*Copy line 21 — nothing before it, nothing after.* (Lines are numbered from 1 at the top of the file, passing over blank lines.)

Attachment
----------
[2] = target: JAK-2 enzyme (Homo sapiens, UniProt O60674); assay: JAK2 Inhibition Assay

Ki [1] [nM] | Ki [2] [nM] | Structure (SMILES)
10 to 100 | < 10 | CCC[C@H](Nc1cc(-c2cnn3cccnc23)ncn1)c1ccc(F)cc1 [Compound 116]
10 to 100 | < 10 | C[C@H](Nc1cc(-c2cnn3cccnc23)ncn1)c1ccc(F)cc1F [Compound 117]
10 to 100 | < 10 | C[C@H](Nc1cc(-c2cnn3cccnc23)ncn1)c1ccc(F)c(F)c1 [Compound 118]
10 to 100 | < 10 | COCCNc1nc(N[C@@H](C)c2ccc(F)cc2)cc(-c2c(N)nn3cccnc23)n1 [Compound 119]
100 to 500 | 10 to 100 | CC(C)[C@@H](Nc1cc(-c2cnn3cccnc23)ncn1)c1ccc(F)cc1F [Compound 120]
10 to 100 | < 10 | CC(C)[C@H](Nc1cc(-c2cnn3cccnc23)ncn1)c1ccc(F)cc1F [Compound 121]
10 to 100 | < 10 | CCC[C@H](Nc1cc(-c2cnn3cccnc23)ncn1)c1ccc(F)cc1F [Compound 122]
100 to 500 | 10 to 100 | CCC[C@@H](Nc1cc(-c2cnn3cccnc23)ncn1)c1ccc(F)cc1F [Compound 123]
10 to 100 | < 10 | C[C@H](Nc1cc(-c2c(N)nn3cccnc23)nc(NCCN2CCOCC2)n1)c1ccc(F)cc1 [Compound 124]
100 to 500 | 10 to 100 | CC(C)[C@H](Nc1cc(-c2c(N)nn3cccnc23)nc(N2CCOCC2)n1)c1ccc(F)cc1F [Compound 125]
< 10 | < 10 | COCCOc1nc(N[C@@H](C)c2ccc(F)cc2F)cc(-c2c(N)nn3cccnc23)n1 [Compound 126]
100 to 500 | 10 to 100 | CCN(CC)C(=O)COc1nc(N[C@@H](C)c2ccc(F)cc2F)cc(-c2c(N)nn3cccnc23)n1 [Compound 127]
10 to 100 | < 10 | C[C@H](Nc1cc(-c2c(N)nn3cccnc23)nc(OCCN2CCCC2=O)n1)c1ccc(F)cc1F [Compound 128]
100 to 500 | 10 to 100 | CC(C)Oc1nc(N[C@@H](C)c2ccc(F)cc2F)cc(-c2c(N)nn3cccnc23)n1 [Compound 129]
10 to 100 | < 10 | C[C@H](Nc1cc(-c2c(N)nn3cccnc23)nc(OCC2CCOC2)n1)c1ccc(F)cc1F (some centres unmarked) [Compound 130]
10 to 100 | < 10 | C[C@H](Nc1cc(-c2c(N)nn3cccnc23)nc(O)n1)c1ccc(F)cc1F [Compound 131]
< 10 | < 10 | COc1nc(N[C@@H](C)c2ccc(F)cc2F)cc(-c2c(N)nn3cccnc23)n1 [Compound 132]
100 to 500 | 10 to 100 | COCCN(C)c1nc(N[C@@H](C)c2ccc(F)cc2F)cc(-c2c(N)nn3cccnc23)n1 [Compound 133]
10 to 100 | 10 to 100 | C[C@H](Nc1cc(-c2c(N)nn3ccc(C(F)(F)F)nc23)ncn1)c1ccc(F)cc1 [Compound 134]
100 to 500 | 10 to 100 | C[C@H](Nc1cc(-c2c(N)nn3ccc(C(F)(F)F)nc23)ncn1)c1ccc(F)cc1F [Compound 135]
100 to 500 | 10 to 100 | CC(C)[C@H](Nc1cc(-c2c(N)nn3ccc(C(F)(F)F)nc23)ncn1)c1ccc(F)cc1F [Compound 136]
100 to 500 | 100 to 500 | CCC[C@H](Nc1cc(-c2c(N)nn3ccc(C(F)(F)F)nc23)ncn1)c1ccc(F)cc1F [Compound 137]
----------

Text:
10 to 100 | 10 to 100 | C[C@H](Nc1cc(-c2c(N)nn3ccc(C(F)(F)F)nc23)ncn1)c1ccc(F)cc1 [Compound 134]